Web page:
Re: .htaccess a major bottleneck to Semantic Web adoption / Was: Re: RDFa vs RDF/XML and content negotiation

Hi Tom:

>Amen. Thank you for writing this. I completely agree. RDFa has some
>great use cases but (like any technology) has its limitations. Let's
>not oversell it.

We seem to agree on the observation, but not on the conclusion. What I 
want and suggest is using RDFa also for exchanging a bit more complex 
RDF models / data by simply using a lot of div / span or whatever 
elements that represent the RDF part in the SAME document BUT NOT too 
closely linked with the presentation level.

<h1>This is the car I want to sell</h1>
Actually, a pretty cool car, for only $1.000. Offer valid through July 
31, 2009

... my whole RDF in RDFa

The advantage of that would be that

- you just have to maintain ONE file,
- data and metadata are close by, so the likelihood of being up to date 
increases, and
- at the same time, the code does not get too messy.
- Also - no problems setting up the server (*).
- Easy to create on-line tools that generate RDFa snippets for simple 
- Yahoo and Google will most likely honor RDFa meta-data only.

Also note that often the literal values will be in content attributes 
anyway, because the string for the presentation is not suitable as 
meta-data content anyway (e.g.  dates, country codes,...)

I think the approach sketched above would be a cheap and useful way of 
publishing RDF meta-data. It could work with CMS / blogging software 
etc.  Imaging if we were able to allow eBay sellers to put GoodRelations 
meta-data directly into the open XHTML part of their product description.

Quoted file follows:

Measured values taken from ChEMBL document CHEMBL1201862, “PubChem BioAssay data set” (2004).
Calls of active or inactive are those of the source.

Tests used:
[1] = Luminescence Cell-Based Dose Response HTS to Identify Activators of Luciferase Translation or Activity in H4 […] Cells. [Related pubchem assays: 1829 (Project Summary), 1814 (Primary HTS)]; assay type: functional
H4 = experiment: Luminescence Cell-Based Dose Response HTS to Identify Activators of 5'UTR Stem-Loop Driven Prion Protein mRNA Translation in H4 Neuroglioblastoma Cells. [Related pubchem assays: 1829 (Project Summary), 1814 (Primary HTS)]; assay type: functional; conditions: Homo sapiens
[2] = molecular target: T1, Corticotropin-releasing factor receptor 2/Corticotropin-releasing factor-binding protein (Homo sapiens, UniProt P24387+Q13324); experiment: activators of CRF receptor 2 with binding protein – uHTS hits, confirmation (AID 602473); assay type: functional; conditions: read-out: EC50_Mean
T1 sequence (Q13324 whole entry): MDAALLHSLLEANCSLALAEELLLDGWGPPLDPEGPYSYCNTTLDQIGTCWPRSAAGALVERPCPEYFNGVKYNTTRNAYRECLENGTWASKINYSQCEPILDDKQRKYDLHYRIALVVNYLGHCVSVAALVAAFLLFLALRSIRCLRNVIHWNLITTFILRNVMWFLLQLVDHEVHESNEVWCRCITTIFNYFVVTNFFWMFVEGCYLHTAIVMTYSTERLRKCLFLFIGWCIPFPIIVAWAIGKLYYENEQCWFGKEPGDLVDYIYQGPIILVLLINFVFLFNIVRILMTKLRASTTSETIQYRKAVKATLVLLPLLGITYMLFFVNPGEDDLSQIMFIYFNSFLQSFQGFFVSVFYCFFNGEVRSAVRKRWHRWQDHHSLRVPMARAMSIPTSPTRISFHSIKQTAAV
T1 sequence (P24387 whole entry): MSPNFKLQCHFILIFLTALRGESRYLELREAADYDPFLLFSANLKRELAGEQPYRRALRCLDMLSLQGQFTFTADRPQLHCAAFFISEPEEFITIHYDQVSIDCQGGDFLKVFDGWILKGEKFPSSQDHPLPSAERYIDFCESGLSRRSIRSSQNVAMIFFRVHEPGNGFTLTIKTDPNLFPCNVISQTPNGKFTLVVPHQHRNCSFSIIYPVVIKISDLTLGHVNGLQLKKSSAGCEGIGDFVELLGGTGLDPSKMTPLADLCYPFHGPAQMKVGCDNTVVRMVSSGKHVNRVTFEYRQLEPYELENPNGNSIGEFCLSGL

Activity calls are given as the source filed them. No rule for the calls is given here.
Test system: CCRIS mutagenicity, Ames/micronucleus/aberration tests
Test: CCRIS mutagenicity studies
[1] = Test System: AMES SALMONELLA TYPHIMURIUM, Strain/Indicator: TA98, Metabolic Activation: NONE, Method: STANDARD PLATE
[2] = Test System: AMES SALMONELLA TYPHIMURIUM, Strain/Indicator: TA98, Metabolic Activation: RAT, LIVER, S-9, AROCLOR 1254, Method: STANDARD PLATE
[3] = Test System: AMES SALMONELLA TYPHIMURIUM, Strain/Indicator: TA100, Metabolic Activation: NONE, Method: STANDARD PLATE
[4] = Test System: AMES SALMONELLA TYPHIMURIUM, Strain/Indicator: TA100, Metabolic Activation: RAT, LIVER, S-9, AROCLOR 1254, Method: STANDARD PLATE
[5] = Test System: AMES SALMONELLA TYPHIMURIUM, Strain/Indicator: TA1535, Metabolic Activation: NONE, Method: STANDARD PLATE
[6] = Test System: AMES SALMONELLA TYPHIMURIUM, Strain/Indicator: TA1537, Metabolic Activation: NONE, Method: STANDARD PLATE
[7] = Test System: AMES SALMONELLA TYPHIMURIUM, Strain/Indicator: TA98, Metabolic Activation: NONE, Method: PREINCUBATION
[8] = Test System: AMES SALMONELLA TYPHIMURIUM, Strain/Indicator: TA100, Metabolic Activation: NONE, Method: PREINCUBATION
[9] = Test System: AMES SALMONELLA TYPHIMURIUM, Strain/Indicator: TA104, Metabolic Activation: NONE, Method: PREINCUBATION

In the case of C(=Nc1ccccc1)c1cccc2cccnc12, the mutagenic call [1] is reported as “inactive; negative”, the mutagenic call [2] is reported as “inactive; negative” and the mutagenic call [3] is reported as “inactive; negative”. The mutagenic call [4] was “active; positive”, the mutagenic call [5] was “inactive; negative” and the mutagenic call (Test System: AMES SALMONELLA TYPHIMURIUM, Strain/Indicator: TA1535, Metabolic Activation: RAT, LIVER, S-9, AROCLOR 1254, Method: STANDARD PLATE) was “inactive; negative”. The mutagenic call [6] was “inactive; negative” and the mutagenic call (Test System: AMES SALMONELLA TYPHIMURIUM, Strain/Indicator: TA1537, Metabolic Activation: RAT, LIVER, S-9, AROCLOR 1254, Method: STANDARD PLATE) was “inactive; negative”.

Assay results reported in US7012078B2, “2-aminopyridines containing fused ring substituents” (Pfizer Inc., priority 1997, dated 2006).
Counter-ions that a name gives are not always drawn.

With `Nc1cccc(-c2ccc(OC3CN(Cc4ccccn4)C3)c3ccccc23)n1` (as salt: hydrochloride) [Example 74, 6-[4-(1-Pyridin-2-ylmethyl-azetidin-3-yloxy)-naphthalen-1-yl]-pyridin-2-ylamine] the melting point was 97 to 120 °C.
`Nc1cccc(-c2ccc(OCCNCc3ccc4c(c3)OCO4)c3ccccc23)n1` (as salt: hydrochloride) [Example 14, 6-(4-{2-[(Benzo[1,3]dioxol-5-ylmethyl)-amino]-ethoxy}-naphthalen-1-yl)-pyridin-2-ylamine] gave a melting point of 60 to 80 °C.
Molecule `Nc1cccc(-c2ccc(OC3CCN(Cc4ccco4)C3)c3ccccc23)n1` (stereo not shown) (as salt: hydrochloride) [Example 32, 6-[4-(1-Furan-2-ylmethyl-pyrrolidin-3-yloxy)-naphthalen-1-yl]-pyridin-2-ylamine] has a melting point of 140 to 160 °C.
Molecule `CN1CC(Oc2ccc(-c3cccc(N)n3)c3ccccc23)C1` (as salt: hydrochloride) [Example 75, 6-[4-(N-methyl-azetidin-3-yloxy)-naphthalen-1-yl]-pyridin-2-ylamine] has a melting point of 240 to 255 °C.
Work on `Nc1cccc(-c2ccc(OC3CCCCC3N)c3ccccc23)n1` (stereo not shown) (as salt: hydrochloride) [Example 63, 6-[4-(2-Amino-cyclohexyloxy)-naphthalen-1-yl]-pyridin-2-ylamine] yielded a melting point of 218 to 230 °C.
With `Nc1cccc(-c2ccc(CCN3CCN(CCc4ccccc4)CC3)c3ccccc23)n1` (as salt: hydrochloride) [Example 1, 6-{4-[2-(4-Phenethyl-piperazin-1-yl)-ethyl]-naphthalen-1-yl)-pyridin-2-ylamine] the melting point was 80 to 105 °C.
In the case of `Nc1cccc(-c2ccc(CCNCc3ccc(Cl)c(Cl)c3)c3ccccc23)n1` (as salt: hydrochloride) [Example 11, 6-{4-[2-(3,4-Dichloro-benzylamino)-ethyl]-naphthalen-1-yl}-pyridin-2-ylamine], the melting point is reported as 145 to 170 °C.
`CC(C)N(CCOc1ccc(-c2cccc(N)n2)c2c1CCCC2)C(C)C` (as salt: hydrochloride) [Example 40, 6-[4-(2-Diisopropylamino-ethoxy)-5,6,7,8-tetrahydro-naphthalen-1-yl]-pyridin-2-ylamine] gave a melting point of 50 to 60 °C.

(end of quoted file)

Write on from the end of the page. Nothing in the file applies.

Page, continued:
The main problem with my proposal is that there is the risk that Google 
considers this "cloaking" and may remove respective resources from their 
index (Mark raised that issue). If that risk was confirmed, we would 
really have a problem. Imagine me selling Semantic Web markup as a step 
beyond SEO ... and the first consequence of following my advice is being 
removed from the Google index.

A second problem is that if the document contains nodes that have no 
counterpart on the presentation level (e.g. intermediate nodes for 
holding n-ary relations), then they will also not be dereferencable. The 
same holds for URIs or  nodes that are outside the scope of the actual 
RDFa / XHTML document - I see no simple way of serving neither XHTML nor 
RDF content for those.



Tom Heath wrote:
> Martin,
> 2009/6/27 Martin Hepp (UniBW) <>:
>> So if this "hidden div / span" approach is not feasible, we got a problem.
>> The reason is that, as beautiful the idea is of using RDFa to make a) the
>> human-readable presentation and b) the machine-readable meta-data link to
>> the same literals, the problematic is it in reality once the structure of a)
>> and b) are very different.
>> For very simple property-value pairs, embedding RDFa markup is no problem.
>> But if you have a bit more complexity at the conceptual level and in
>> particular if there are significant differences to the structure of the
>> presentation (e.g. in terms of granularity, ordering of elements, etc.), it
>> gets very, very messy and hard to maintain.
> Amen. Thank you for writing this. I completely agree. RDFa has some
> great use cases but (like any technology) has its limitations. Let's
> not oversell it.
> Tom.

martin hepp
e-business & web science research group
universitaet der bundeswehr muenchen

phone:   +49-(0)89-6004-4217
fax:     +49-(0)89-6004-4620
www: (group) (personal)
skype:   mfhepp 
twitter: mfhepp

Check out the GoodRelations vocabulary for E-Commerce on the Web of Data!


Talk at the Semantic Technology Conference 2009: 
"Semantic Web-based E-Commerce: The GoodRelations Ontology"

Tool for registering your business:

Overview article on Semantic Universe:

Project page and resources for developers:

Tutorial materials:
Tutorial at ESWC 2009: The Web of Data for E-Commerce in One Day: A Hands-on Introduction to the GoodRelations Ontology, RDFa, and Yahoo! SearchMonkey

Received on Monday, 29 June 2009 11:26:28 UTC